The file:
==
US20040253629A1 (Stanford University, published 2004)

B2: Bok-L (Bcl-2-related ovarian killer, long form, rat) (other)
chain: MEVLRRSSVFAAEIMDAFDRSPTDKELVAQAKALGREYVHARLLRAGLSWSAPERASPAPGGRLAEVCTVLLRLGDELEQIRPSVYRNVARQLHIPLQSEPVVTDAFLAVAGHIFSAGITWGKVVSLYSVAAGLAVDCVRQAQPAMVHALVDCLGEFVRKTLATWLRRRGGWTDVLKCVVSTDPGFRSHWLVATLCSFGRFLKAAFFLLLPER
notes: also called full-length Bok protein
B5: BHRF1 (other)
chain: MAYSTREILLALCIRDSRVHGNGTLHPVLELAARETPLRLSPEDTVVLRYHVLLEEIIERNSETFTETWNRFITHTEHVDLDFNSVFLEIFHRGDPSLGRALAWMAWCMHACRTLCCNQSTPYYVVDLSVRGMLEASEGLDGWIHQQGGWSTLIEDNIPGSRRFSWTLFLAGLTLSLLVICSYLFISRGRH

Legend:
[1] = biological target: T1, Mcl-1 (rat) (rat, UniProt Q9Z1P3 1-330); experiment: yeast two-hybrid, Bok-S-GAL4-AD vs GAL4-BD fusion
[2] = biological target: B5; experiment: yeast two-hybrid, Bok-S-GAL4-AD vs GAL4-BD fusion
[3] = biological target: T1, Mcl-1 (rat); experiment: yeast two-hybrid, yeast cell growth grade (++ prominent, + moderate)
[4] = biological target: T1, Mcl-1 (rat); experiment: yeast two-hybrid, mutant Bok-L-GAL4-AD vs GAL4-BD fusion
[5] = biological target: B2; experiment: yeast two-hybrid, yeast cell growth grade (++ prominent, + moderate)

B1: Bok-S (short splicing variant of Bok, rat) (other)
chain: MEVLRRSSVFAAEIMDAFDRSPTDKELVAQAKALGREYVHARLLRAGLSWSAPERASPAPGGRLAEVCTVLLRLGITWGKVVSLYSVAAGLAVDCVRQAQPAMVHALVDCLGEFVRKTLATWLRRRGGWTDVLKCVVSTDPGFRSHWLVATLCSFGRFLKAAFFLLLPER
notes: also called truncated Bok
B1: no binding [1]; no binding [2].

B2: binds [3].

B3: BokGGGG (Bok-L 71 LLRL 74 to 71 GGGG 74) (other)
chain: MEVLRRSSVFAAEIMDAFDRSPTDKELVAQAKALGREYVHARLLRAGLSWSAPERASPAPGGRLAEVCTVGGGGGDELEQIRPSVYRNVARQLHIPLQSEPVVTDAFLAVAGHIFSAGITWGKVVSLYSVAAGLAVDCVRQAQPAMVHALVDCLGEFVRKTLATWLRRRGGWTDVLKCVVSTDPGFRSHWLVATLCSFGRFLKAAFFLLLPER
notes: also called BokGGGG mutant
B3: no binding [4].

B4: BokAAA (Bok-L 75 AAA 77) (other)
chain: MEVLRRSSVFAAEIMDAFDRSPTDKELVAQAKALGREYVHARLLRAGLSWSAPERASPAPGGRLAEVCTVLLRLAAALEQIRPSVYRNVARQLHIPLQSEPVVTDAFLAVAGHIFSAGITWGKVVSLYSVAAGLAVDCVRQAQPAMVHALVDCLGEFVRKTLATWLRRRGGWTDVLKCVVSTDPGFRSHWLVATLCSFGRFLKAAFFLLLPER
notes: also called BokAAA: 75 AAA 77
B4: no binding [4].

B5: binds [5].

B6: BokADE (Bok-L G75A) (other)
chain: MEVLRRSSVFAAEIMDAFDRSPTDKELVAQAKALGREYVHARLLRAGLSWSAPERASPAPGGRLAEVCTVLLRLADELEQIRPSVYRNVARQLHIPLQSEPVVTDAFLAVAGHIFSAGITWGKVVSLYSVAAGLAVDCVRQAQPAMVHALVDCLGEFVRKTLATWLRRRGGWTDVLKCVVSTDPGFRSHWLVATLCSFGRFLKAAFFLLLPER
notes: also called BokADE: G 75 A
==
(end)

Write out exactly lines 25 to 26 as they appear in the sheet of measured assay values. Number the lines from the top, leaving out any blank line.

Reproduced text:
B4: no binding [4].

B5: binds [5].